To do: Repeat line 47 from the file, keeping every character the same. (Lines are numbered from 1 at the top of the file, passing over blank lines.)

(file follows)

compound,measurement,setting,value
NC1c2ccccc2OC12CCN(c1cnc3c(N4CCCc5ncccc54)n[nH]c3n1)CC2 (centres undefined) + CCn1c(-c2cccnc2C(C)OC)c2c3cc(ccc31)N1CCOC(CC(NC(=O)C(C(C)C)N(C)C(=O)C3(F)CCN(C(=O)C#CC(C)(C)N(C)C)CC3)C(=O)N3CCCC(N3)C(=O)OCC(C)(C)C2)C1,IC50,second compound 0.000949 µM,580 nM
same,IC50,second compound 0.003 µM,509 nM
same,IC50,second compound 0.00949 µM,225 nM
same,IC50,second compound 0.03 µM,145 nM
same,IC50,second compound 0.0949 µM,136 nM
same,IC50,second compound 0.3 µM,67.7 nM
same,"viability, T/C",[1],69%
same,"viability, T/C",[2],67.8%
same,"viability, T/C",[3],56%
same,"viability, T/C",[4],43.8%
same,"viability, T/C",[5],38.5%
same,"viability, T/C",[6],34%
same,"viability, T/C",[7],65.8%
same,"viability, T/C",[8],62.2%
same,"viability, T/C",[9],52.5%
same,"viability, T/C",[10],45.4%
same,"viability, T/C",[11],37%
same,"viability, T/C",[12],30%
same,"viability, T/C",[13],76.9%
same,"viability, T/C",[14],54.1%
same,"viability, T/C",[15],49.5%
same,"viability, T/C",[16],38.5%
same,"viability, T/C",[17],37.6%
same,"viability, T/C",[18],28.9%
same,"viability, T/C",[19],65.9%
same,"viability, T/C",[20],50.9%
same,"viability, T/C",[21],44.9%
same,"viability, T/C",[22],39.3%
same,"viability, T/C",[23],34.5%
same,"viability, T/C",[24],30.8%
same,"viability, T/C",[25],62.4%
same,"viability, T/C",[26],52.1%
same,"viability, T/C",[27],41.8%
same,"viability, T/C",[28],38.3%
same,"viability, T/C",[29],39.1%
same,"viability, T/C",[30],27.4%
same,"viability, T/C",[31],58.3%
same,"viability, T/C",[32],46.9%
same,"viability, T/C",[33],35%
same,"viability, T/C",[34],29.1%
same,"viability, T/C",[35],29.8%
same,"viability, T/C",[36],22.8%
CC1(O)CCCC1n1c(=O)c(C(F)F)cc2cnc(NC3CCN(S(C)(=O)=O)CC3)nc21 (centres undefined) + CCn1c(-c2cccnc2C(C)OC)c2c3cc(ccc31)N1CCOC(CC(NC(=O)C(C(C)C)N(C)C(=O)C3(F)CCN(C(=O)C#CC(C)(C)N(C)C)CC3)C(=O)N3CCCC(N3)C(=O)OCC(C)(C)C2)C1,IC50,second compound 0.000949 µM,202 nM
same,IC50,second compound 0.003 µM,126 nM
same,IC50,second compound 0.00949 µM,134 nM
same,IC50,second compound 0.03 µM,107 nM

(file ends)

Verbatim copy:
same,IC50,second compound 0.03 µM,107 nM